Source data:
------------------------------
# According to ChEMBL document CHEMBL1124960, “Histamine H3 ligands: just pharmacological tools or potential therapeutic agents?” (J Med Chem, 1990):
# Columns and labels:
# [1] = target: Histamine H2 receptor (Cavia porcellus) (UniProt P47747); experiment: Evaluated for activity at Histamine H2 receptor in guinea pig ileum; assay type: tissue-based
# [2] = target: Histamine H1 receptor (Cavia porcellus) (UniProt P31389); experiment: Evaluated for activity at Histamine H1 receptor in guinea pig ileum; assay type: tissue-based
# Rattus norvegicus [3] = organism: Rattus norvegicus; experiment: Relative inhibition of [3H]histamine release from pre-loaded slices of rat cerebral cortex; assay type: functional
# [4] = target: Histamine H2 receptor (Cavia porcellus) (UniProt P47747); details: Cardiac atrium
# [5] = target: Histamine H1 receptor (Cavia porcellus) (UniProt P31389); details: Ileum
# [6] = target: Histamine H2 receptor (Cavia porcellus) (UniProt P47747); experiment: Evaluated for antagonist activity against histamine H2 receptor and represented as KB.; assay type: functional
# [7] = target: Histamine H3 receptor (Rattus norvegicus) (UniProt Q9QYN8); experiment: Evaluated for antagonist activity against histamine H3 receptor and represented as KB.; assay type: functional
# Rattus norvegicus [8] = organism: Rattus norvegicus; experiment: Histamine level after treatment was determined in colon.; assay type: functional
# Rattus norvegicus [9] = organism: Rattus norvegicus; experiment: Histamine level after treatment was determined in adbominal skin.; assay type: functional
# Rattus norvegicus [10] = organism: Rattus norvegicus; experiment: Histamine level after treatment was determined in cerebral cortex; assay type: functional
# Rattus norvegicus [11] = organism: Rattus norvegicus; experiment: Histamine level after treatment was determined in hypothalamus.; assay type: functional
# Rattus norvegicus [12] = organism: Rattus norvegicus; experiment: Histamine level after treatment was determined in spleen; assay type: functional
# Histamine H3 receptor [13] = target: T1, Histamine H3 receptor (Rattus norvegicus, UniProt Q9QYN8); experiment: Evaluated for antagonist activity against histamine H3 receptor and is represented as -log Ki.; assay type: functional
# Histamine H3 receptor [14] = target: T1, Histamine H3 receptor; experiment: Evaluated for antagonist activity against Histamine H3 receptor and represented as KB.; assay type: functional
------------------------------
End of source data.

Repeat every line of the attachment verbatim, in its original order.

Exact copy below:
# According to ChEMBL document CHEMBL1124960, “Histamine H3 ligands: just pharmacological tools or potential therapeutic agents?” (J Med Chem, 1990):
# Columns and labels:
# [1] = target: Histamine H2 receptor (Cavia porcellus) (UniProt P47747); experiment: Evaluated for activity at Histamine H2 receptor in guinea pig ileum; assay type: tissue-based
# [2] = target: Histamine H1 receptor (Cavia porcellus) (UniProt P31389); experiment: Evaluated for activity at Histamine H1 receptor in guinea pig ileum; assay type: tissue-based
# Rattus norvegicus [3] = organism: Rattus norvegicus; experiment: Relative inhibition of [3H]histamine release from pre-loaded slices of rat cerebral cortex; assay type: functional
# [4] = target: Histamine H2 receptor (Cavia porcellus) (UniProt P47747); details: Cardiac atrium
# [5] = target: Histamine H1 receptor (Cavia porcellus) (UniProt P31389); details: Ileum
# [6] = target: Histamine H2 receptor (Cavia porcellus) (UniProt P47747); experiment: Evaluated for antagonist activity against histamine H2 receptor and represented as KB.; assay type: functional
# [7] = target: Histamine H3 receptor (Rattus norvegicus) (UniProt Q9QYN8); experiment: Evaluated for antagonist activity against histamine H3 receptor and represented as KB.; assay type: functional
# Rattus norvegicus [8] = organism: Rattus norvegicus; experiment: Histamine level after treatment was determined in colon.; assay type: functional
# Rattus norvegicus [9] = organism: Rattus norvegicus; experiment: Histamine level after treatment was determined in adbominal skin.; assay type: functional
# Rattus norvegicus [10] = organism: Rattus norvegicus; experiment: Histamine level after treatment was determined in cerebral cortex; assay type: functional
# Rattus norvegicus [11] = organism: Rattus norvegicus; experiment: Histamine level after treatment was determined in hypothalamus.; assay type: functional
# Rattus norvegicus [12] = organism: Rattus norvegicus; experiment: Histamine level after treatment was determined in spleen; assay type: functional
# Histamine H3 receptor [13] = target: T1, Histamine H3 receptor (Rattus norvegicus, UniProt Q9QYN8); experiment: Evaluated for antagonist activity against histamine H3 receptor and is represented as -log Ki.; assay type: functional
# Histamine H3 receptor [14] = target: T1, Histamine H3 receptor; experiment: Evaluated for antagonist activity against Histamine H3 receptor and represented as KB.; assay type: functional